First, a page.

By bus

Buses fill in the gaps, and are usually a better option for some towns not directly served from Ljubljana by train (e.g. Bled, Piran). Some bigger stations have handy electronic search engines for schedules and fares.

By car

Slovenia's roads are for the most part well maintained and well signposted, and you won't have a problem if you drive or hire a car. Having a car certainly does add a level of mobility and self-direction that you won't get by train or bus.

There are a number of car rental and taxi businesses in Ljubljana. The big international companies are all represented, but if you are on a budget, the local companies have some nice offers if you do not mind using a car which is a few years old.

Slovenian railways also offer Motorail on some routes where you can take your car on the train and save the stress of driving.

Talk

See also: Slovenian phrasebook

Slovenian, the national language, is spoken as the mother tongue by 91% of the population, but there are also small Italian (concentrated on the Primorska coast) and somewhat bigger Hungarian (in Prekmurje to the northeast) minorities. Historically, and prior to the end of WWII there was also a significant German speaking minority. Conversely, Slovenian is spoken in border regions of neighboring countries.

The level of spoken English is very high when compared to most European countries. Many people you come into contact with as a tourist will speak English, and may have some functional knowledge of German, in particular in Eastern Slovenia, and of Italian in the coastal region where Italian is a co-official language. Serbo-Croatian is very closely related to Slovenian and widely understood.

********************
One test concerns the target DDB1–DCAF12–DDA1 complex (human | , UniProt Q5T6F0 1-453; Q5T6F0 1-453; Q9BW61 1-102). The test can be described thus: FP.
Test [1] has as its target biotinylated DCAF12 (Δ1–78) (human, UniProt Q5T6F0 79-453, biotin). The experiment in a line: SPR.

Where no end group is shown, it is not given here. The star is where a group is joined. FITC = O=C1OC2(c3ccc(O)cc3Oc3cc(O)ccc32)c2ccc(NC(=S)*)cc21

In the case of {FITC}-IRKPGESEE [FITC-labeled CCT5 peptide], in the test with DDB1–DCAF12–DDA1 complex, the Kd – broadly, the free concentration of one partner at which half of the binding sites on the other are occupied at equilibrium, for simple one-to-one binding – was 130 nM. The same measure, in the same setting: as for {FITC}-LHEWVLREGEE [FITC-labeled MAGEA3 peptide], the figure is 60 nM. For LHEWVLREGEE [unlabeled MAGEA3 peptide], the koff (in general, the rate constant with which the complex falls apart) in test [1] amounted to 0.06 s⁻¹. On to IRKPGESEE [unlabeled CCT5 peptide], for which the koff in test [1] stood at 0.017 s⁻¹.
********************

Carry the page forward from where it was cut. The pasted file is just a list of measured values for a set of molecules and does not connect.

The Slovenian school system heavily promotes the teaching of foreign languages from primary school onwards. Children study two foreign languages (most commonly English and German) by the time they get to grammar school. A typical grammar school often teaches an optional third foreign language, Spanish, Italian, or French. Many speak English well with older people speaking German.

See

Slovenian cities leave no doubt about historic influence played by Austrian and Italian architecture: Ljubljana is not unlike Prague and Piran could be easily mistaken for a small Italian town. While cities are far from boring, the real Slovenian must-see is its diverse and unspoiled nature.

  • Visit the alpine resort of Bled and its romantic lake with an island, but continue towards Srednja vas to see some traditional villages, or hitch a ride to Pokljuka mountain, a good starting point for hikes into Julian Alps.
  • Enjoy the 5.3 km ride through Postojna caves, the longest publicly accessible depth of any cave system in the world, with massive stalactites and stalagmites.
  • After visiting the lively coastal town of Piran, a trip to the serene salt works of nearby Sečovlje will feel like stepping out of this world.